The legal team behind nonfungible token firm DataVault Holdings has requested an advisory opinion from the United States Federal Election Commission on using NFTs for fundraising efforts.
In a Sept. 21 letter to FEC acting general counsel Lisa Stevenson, DataVault’s lawyers proposed sending NFTs as “souvenirs” to individuals who contributed to political committees, as well as giving the token holder the option to use it for promoting a campaign “strictly on a volunteer basis and without any compensation.” The NFT firm requested the FEC provide guidance on how it may operate as a commercial vendor — issuing the tokens to political committee members seemingly without violating federal campaign finance laws.
“DataVault’s activities to political committees will be conducted on a strictly commercial basis and DataVault will not seek to influence, affirmatively or negatively, the nomination or election of any candidate to Federal office,” said DataVault’s counsel Elliot Berke. “DataVault would provide the NFTs to political committees in the same manner and normal course of business as other non-political committee clients.”
According to DataVault’s proposals, the firm planned to market NFTs “in a manner akin to a campaign hat or souvenirs,” intending to have political committees offer them to high-volume low-dollar donors. The tokens could be used for VIP access at different campaign events, or contain artwork or literature related to a candidate’s policies. Any fees from issuing NFTs or transactions would be reported as a “fundraising expenditure,” according to DataVault’s example scenario:
“An NFT is priced at $10.00 and is provided by DataVault to a campaign committee. The NFT is offered by the campaign committee to contributors who make a $10.00 contribution. Once the campaign committee collects a contribution connected with the NFT, it records the $10.00 contribution and pays DataVault a fee of $3.00 as a usual and normal fundraising expenditure.”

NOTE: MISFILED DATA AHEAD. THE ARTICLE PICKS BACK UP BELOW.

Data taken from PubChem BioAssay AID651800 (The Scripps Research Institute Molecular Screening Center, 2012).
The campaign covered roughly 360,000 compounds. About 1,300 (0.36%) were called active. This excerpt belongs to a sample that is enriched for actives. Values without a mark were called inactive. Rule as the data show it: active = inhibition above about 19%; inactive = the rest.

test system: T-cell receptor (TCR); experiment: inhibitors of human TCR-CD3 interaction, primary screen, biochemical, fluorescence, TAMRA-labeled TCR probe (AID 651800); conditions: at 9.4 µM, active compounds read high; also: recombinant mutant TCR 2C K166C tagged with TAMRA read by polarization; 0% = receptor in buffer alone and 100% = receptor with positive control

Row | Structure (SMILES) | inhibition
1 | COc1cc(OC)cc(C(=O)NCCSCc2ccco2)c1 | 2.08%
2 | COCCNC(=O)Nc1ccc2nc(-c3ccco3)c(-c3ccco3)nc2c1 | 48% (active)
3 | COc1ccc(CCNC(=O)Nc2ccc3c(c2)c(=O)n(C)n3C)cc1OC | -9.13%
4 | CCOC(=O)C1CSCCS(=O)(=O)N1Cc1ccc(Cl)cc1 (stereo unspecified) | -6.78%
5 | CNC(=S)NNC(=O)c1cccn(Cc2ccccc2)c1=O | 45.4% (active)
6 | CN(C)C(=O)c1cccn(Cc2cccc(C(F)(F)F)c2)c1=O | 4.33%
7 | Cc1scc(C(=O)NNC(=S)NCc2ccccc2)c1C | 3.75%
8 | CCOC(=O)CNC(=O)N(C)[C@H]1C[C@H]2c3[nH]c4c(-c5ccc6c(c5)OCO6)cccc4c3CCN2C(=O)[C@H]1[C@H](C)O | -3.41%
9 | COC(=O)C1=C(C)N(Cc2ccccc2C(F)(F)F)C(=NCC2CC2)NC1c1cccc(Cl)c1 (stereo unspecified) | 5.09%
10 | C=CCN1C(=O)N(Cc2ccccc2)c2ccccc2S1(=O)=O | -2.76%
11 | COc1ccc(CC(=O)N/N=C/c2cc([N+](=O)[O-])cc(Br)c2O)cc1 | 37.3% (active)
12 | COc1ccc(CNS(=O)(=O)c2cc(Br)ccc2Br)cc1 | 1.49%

DataVault’s legal team requested the FEC provide clarification on whether the firm could “design and market NFTs to political committees” as well as provide the tokens to incentivize contributors. In a 2019 advisory opinion on NFTs, the commission determined tokens were “materially indistinguishable from traditional forms of campaign souvenirs” such as buttons.
“The distribution of valueless blockchain tokens is not a form of compensation for volunteers’ services but rather a novel means for volunteers and supporters to show their support for the campaign,” said the FEC at the time. “The Commission found the valueless tokens to be analogous to more traditional forms of campaign souvenirs, and concluded that nothing in the Act or Commission regulations would limit or prohibit their distribution.”
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Political figures outside the FEC’s purview have taken similar initiatives. Prior to South Korea’s presidential election in March, Democratic Party candidate Lee Jae-myung’s campaign said it would issue NFTs showing images of the politician and his campaign pledges to those who donated money, in an effort to appeal to the younger generation. In California, NFTs were at the center of a discussion among members of the state’s Fair Political Practices Commission in March, later leading to the independent body reversing a 2018 ban on crypto donations for candidates for state and local offices.